New York: Schribner and Welford, 1889

Bob Corbett
April 1993

In 1886 a notorious book appeared, Sir Spencer St. John's HAYTI OR THE BLACK REPUBLIC. This is the singly most negative book every written on Haiti. I'd been seeking it for years and finally got a copy of it recently, the only copy I've ever seen. At any rate, by 1907 J.N. Leger wrote his book which is, in part, a reply to Sir Spencer St. John.

I am currently reading the St. John book. Wow, is it ever negative. Yet, much of it rings true. It just doesn't look at even the slight possible positive thing, and does exaggerate some of the negatives much beyond the reasonable -- especially his notorious long chapter on the alleged cannibalism in Voodoo. (Actually I lucked out. I ended up with the 2nd edition of this book. At first I was wishing it have been a 1st edition, especially since I paid a great deal of money for the book -- more than $200.00. But, when I read the introduction to the 2nd edition I realized I was lucky. His cannibalism claims raised the greatest outcry. So, he claims, he restudied the issue and "discovered" that the cannibalism was much worse than he assumed, so he rewrote that chapter with the stronger claim.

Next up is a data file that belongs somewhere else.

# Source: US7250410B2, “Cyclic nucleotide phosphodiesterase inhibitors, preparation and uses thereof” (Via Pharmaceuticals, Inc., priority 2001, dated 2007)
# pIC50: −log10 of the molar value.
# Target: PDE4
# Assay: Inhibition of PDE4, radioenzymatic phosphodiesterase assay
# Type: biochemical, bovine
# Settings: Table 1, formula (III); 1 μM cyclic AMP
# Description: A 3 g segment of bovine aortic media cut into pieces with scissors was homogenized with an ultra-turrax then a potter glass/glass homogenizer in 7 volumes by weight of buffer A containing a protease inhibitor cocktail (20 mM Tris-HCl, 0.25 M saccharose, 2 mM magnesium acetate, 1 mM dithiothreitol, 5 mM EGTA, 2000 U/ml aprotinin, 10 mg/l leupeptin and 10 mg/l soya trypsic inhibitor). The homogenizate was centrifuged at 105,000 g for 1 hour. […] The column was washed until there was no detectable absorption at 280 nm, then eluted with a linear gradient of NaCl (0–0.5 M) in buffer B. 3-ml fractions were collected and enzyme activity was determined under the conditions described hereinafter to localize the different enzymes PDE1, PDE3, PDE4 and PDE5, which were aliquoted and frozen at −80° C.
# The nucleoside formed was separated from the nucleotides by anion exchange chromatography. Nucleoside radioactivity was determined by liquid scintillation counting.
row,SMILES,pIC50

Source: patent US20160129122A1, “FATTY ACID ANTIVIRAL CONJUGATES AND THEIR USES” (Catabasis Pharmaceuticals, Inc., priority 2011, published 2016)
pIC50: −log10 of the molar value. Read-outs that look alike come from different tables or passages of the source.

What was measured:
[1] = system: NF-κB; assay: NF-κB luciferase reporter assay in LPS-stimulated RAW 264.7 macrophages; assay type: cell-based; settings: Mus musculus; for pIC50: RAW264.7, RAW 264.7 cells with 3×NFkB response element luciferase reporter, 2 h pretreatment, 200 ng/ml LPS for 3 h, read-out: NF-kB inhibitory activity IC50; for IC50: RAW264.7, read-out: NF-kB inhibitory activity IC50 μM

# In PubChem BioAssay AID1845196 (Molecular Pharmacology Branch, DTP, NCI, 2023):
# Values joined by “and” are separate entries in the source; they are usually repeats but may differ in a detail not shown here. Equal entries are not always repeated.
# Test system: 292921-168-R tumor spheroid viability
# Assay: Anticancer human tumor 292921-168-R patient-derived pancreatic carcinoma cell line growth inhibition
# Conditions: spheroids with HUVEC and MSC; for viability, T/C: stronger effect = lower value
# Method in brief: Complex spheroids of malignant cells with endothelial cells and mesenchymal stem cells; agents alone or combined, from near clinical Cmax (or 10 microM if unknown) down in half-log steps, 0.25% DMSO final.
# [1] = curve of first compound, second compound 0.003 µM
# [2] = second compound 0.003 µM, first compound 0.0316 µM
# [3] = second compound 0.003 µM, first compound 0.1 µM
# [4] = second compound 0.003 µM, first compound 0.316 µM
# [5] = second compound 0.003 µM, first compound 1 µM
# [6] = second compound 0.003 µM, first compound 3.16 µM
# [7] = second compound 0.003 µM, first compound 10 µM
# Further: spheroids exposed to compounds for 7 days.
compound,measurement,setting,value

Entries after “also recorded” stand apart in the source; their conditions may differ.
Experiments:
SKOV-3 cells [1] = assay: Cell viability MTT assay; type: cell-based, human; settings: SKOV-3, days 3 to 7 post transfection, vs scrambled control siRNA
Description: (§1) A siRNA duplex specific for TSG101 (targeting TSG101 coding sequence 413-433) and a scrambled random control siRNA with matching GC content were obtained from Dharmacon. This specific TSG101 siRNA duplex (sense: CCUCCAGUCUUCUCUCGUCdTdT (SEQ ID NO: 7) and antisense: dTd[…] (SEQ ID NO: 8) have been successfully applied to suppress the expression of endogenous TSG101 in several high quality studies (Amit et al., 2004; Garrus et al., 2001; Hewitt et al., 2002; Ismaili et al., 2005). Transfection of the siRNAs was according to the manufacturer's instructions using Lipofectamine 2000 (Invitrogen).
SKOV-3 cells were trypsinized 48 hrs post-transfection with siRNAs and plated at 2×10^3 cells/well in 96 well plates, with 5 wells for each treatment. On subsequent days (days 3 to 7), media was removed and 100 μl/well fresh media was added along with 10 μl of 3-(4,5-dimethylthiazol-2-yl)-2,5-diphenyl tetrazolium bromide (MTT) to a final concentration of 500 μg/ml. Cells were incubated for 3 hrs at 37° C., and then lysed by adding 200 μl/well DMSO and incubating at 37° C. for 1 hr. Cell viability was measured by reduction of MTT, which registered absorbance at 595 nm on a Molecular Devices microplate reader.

This interests me, since I believe the evidence shows that St. John is DEAD wrong about the whole business of cannibalism. In fact I'm now reading a new 1992 book by Leslie Desmangles, THE FACE OF THE GODS, which denounces the whole St. John tale as a myth or lie. Plus, I have collected up numerous sources on this whole business and hope to produce some article on this in the future.

I've not yet read the Leger book. I intend to finish the St. John book, then read the Leger book and then probably write an article in the future that that tells this whole story in more detail.

About Columbus

p. 28 "I do not doubt but that the discovery of America by Columbus was good in its results to mankind; but when we read the history of early Spanish colonization, the predominant feeling is disgust at the barbarities and fanaticism recorded in almost every page."


Art, Music, & Dance Book Reviews Film History Library Literature
Mailing List Miscellaneous Topics Notes on Books People to People Voodoo


Bob Corbett